By Dr. Mercola,
If you’re passionate about your health, you ultimately will reach the conclusion that the quality of the food you eat in large part determines your health. You need nutrient-dense, non-GMO or non-glyphosate contaminated foods to stay healthy.
You can purchase organic from the store but this is typically shipped long- distance, and in many cases from a different country. You can purchase from local organic farmers but you still have logistical challenges and it may have been picked several days prior to your eating it.
Fortunately, regardless of your income, it is possible to nearly effortlessly grow your own food right in the comfort and convenience of your own backyard and virtually eliminate the time from harvesting to eating.
Paul Gautschi has been a personal inspiration to me, and his garden is a testament to the fact that growing large amounts of healthy food can be very simple, and doesn’t require a lot of time.
The documentary Back to Eden was my first exposure to his work. I struggled for years seeking to unlock the puzzle of growing nutrient-dense food before I came across his recommendations—the simplicity and low cost of which really appealed to me.
The key to growing nutrient-dense food is to have a soil that is abundant with microbial life and nutrients. Sadly, very few of us have access to this type of soil but the good news is that it is relatively easy to create it.
After studying his technique more carefully, I realized that using wood chips is probably the single best way to optimize soil microbiology with very little effort.
Shortly after watching the film, I called my local tree cutting service and was able to get three truckloads of wood chips dropped on my driveway for free, which I then spread onto my landscape. Each load is around 10-15 yards and weighs about 7-10,000 pounds. So far I have had 13 truckloads delivered and I plan on doubling that.
Why wood chips?
You can actually use virtually any organic material for mulch but wood chips seem to be one of the best, as they are concentrated sources of carbon that serve to feed the complex soil ecology. Typically, carbon is one of the nutrients that is far too low in the soil.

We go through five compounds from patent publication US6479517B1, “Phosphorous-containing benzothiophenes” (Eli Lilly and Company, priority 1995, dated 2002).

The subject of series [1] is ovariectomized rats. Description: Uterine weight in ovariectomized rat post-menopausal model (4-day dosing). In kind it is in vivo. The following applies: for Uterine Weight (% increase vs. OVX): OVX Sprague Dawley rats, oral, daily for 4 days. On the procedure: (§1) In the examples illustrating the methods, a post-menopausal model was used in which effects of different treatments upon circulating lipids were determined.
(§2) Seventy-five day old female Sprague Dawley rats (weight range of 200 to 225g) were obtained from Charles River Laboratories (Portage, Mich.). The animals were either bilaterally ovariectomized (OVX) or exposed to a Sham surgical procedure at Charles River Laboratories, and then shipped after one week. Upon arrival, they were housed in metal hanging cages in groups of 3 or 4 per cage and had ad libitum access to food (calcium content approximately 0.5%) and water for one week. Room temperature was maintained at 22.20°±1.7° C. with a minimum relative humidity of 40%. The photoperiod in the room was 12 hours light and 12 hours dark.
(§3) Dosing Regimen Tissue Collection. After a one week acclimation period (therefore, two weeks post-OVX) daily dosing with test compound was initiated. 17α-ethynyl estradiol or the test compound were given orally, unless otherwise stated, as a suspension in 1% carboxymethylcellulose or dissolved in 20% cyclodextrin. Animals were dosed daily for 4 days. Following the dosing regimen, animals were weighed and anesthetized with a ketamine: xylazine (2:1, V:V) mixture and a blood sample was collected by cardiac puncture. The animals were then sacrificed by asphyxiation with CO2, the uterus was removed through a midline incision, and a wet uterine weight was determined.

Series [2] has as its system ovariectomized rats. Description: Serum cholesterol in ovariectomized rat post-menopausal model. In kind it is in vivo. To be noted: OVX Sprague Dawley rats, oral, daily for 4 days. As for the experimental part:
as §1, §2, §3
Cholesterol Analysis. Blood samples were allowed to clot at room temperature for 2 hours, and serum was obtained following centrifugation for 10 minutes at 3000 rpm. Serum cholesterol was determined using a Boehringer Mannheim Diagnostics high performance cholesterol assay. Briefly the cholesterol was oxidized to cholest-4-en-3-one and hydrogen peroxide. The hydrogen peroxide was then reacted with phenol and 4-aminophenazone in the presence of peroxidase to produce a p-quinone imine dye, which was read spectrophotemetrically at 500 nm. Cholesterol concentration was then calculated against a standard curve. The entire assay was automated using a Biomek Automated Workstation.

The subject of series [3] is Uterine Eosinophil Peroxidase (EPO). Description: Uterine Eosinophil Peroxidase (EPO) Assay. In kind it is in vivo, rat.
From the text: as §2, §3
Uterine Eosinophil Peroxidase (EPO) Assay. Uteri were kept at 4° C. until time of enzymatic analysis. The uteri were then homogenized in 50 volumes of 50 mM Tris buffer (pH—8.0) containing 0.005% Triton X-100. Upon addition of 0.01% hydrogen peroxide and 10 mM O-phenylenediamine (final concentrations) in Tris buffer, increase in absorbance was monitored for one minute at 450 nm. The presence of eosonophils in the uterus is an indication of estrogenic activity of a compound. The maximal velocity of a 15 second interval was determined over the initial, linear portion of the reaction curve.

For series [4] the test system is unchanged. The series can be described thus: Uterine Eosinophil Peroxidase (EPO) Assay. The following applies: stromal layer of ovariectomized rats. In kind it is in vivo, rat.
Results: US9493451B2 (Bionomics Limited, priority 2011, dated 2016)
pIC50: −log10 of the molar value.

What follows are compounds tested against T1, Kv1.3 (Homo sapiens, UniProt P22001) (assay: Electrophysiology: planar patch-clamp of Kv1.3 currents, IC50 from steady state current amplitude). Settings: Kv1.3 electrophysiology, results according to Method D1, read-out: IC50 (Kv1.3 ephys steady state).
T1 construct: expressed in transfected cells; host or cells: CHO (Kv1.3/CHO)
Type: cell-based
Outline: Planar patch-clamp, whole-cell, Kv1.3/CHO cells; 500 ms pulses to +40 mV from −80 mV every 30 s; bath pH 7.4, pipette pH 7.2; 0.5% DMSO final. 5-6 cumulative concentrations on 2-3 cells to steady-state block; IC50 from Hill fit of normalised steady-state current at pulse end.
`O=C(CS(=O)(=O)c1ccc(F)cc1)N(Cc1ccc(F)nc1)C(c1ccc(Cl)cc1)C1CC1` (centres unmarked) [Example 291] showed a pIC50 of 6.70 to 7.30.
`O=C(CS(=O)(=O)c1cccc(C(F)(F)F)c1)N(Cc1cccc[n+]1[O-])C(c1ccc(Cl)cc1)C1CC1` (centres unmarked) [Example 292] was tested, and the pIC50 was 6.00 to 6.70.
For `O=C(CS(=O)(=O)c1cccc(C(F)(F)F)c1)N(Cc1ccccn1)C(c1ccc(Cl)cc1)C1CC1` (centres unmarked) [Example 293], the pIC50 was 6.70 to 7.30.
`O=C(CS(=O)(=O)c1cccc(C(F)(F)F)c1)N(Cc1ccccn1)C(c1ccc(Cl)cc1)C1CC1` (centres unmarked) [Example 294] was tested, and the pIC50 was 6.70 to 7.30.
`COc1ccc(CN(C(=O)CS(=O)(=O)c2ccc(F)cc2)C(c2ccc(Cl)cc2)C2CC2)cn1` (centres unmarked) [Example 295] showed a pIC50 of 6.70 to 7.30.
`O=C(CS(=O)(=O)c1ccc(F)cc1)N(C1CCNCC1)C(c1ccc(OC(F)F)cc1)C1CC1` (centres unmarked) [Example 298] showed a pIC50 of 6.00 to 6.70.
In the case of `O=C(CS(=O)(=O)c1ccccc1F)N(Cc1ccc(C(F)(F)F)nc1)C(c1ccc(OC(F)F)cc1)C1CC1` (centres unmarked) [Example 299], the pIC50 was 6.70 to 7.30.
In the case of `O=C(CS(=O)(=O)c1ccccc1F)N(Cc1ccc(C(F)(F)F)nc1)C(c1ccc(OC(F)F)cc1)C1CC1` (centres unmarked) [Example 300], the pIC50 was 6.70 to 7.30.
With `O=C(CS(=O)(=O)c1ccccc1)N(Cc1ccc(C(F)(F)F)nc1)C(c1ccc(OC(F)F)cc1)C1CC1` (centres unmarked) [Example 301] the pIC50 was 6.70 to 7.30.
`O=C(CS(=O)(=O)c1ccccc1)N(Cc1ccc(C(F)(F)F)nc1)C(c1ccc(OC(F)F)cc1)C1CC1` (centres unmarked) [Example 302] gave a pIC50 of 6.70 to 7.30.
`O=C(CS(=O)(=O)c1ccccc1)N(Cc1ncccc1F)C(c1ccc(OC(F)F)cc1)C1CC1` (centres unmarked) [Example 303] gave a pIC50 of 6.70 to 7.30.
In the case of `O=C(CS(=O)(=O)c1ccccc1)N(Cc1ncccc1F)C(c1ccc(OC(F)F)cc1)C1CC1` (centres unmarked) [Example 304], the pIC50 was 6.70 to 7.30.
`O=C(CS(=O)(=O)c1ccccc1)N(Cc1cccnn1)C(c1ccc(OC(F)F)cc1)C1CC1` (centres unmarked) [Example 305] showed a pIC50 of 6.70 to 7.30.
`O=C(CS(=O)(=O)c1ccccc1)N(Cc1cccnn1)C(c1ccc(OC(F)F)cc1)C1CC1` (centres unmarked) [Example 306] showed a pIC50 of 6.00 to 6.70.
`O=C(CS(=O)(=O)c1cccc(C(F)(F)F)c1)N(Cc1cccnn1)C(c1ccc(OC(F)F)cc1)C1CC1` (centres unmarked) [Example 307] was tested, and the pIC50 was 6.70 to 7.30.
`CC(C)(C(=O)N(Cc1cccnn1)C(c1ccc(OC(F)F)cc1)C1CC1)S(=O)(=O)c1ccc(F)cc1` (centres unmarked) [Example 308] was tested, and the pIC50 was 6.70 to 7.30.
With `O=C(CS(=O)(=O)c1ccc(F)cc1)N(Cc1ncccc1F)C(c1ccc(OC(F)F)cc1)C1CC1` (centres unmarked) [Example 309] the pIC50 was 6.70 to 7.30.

Additionally, by covering the soil around your plants and/or trees with mulch, you mimic what nature does naturally, and in so doing, you effortlessly maximize the health of the soil. And soil health, as I’ve discussed in many previous articles, is the key to growing nutritious food.
Actually, the effortlessness comes after you do the hard work of moving the chips to where you need them to be. But once there, over time they work their magic and virtually eliminate the most concerning garden tasks, which is weeding, watering, and fertilizing.
Ground Cover Reduces Water Needs
Covering the ground with wood chips dramatically reduces water evaporation, thereby minimizing the need for watering. The wood chips also tend to absorb moisture from the air at night and release it back into the soil during the day when the plants need it.
Water shortage was in fact part of what inspired Paul when he first began. He’d moved from Los Angeles to Washington State where he built a house and planned an orchard. The problem was, his well didn’t produce enough water for irrigation.
“It was August ‘79… It didn’t rain the whole summer… And I’m saying, ‘God, how am I going to grow fruit trees for my family without water?’”
His answer lay in the woods behind his house. Those trees were all lush and green, and when he poked around, he realized they were surrounded by deep, dark, lush, fertile soil—courtesy of all the fallen leaves and twigs that had never been cleared away.
Read the full story via Wood Chips: The Secret to Inexpensive Biodynamic Gardening.